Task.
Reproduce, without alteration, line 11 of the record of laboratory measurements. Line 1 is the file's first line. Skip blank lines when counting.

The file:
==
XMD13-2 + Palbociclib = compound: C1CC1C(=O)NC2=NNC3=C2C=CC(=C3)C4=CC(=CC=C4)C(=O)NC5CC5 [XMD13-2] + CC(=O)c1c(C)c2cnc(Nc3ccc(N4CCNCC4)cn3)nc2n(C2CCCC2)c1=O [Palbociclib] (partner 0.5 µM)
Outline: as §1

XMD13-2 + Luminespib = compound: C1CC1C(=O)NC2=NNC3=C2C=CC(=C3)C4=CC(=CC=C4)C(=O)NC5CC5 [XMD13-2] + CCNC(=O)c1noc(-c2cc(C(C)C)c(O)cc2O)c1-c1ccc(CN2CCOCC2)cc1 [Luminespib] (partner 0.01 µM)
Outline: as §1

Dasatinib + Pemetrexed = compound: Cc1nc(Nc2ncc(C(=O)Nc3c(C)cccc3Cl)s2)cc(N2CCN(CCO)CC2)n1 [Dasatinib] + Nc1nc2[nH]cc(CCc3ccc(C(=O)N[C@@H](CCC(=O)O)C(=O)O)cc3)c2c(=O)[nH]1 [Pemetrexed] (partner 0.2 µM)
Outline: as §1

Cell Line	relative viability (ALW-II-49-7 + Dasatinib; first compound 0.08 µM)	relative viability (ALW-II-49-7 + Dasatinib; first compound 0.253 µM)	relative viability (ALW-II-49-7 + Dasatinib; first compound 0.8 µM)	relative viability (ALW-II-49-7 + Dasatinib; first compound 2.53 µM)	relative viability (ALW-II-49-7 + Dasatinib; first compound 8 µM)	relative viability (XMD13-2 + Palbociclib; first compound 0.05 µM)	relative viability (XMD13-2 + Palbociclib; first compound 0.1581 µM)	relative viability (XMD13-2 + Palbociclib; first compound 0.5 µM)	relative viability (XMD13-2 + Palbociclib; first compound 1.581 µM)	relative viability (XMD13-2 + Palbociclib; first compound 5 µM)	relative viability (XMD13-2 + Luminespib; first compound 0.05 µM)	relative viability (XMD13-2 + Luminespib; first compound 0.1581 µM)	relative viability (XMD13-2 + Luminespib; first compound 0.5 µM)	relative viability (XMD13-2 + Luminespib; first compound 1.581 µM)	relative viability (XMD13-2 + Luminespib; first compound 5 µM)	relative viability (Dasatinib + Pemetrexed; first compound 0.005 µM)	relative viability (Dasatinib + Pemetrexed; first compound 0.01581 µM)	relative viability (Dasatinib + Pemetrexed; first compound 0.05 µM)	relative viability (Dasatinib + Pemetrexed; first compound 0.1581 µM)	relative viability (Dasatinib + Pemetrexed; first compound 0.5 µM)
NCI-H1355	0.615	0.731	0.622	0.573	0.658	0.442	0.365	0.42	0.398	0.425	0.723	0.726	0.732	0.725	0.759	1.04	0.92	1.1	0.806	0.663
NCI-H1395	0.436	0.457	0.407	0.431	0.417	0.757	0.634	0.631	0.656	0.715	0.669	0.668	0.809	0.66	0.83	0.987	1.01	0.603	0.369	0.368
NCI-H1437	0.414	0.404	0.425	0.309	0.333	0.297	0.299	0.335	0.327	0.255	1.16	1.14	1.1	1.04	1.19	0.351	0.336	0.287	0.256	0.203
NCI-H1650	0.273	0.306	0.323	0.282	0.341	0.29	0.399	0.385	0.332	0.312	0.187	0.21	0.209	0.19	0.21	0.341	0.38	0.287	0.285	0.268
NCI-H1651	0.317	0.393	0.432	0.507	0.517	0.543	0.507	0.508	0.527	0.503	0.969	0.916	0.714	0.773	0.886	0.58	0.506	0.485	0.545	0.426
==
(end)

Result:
NCI-H1650	0.273	0.306	0.323	0.282	0.341	0.29	0.399	0.385	0.332	0.312	0.187	0.21	0.209	0.19	0.21	0.341	0.38	0.287	0.285	0.268